Getting Around in San DiegoEdit This
The city bus system covers most of the metropolitan area while the North County Transit District (NCTD) covers the north county coastal and inland cities. It is a convenient way of getting around if you're not staying out late at night. Two trolley lines run from the terminal near the railway station at the western edge of the downtown grid. One heads south to the Mexican border at San Ysidro the other heads east through the downtown area to Santee. the trolley and bus fares are very reasonable.
A commuter rail service ( The Coaster) operates from the Santa Fe Railroad Depot along the coast north of the city in the morning and evening rush hours. Also there is standard railway service available through Amtrak that can take you on longer trips to other cities or states. A ferry shuttles between Coronado and the Broadway Pier on the extreme western edge of the downtown area. There are great cycle routes in Pacific Beach, Mission Beach, Mission Bay, and Coronado. MTS buses on some routes have a bike rack and bikes can be transported without extra charge.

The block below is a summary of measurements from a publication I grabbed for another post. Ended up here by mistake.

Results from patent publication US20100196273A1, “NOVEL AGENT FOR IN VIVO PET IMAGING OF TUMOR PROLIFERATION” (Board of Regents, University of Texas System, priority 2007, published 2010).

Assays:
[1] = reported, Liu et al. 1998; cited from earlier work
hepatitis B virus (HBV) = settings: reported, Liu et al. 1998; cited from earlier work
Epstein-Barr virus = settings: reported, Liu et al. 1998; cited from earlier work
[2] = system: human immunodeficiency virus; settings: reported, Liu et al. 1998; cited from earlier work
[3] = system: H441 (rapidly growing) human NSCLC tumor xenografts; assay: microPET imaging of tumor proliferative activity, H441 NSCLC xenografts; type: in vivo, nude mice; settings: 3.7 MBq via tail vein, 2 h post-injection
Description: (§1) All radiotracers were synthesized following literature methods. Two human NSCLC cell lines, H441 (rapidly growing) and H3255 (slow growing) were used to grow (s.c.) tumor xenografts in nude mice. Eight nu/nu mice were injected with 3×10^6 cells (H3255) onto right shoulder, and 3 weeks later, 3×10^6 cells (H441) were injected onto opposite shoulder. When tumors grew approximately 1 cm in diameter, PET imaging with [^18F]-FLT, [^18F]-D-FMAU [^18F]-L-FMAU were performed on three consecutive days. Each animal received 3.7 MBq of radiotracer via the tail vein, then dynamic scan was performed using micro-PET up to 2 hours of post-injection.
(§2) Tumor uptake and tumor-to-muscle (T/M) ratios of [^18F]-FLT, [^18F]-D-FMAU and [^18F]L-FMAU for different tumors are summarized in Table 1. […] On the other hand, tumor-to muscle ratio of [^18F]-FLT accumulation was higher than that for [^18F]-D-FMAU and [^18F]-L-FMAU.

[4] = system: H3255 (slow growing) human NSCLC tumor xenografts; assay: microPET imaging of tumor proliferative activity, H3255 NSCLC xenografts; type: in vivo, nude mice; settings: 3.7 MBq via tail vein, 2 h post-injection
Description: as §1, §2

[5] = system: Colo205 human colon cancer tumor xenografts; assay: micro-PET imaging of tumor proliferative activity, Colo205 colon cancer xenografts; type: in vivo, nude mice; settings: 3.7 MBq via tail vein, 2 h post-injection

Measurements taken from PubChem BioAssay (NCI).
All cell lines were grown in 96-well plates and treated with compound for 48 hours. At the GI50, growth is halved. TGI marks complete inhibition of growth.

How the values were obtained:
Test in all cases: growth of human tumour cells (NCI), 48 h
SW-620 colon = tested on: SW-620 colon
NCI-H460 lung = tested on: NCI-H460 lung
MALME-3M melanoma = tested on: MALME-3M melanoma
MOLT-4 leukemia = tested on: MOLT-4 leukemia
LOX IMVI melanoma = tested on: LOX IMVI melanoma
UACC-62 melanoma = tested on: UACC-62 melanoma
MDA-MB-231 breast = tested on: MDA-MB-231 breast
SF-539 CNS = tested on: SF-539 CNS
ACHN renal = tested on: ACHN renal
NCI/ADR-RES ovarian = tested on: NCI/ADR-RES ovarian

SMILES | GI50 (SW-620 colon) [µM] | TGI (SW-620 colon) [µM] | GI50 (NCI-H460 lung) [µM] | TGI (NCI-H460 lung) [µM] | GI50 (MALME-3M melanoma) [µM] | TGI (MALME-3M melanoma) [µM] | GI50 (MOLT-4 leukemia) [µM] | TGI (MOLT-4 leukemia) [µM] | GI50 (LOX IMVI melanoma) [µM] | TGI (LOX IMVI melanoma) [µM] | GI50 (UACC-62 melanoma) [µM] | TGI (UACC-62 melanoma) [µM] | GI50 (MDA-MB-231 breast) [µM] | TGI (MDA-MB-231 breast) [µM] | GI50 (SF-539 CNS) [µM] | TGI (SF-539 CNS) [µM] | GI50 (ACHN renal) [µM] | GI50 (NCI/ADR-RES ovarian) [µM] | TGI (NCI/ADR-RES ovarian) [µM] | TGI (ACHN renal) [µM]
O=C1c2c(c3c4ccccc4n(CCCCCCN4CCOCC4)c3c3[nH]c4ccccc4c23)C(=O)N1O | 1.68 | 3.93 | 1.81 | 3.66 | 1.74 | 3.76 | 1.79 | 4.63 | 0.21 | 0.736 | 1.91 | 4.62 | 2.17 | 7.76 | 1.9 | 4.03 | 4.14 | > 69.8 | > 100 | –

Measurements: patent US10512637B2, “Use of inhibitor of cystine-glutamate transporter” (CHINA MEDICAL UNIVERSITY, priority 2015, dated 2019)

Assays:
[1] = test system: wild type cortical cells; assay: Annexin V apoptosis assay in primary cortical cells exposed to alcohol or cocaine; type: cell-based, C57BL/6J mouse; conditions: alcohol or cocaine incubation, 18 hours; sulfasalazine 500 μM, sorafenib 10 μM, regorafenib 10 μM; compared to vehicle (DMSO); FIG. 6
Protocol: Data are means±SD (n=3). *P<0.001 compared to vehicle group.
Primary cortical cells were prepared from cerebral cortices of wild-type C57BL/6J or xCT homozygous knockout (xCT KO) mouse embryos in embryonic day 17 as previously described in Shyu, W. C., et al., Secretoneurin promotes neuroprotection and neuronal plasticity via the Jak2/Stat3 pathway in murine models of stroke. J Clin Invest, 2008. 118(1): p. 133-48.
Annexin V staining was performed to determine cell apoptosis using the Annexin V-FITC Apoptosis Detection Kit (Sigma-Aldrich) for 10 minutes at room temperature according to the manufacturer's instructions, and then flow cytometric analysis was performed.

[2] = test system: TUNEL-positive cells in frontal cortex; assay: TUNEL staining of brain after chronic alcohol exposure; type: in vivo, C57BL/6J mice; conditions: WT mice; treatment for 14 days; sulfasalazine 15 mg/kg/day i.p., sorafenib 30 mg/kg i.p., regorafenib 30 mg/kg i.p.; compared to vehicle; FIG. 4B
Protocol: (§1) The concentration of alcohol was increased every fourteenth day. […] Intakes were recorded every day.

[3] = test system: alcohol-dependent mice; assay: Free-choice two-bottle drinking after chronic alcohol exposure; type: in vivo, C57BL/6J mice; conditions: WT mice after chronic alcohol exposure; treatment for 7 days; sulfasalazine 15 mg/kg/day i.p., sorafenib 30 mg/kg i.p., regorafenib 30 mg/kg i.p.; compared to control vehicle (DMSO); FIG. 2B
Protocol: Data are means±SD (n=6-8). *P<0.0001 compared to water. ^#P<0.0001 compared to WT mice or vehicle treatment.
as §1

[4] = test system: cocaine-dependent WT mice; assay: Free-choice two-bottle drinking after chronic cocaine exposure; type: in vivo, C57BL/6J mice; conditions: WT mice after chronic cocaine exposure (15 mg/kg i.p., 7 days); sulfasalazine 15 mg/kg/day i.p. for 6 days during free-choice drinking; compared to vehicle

The highway system in California is very extensive and will be invaluable to those traveling by rental car. There are many major interstate 4-lane "freeways" that help the tourist to traverse the state more easily. Roads numbered with an "ODD" number go north-south while "EVEN" numbers go east-west. The traveler is advised to try and avoid the rush hour traffic in the mornings and early evenings as this makes the trip much more time consuming due to the heavy volume of traffic.
|World66 rating:||[rate it]|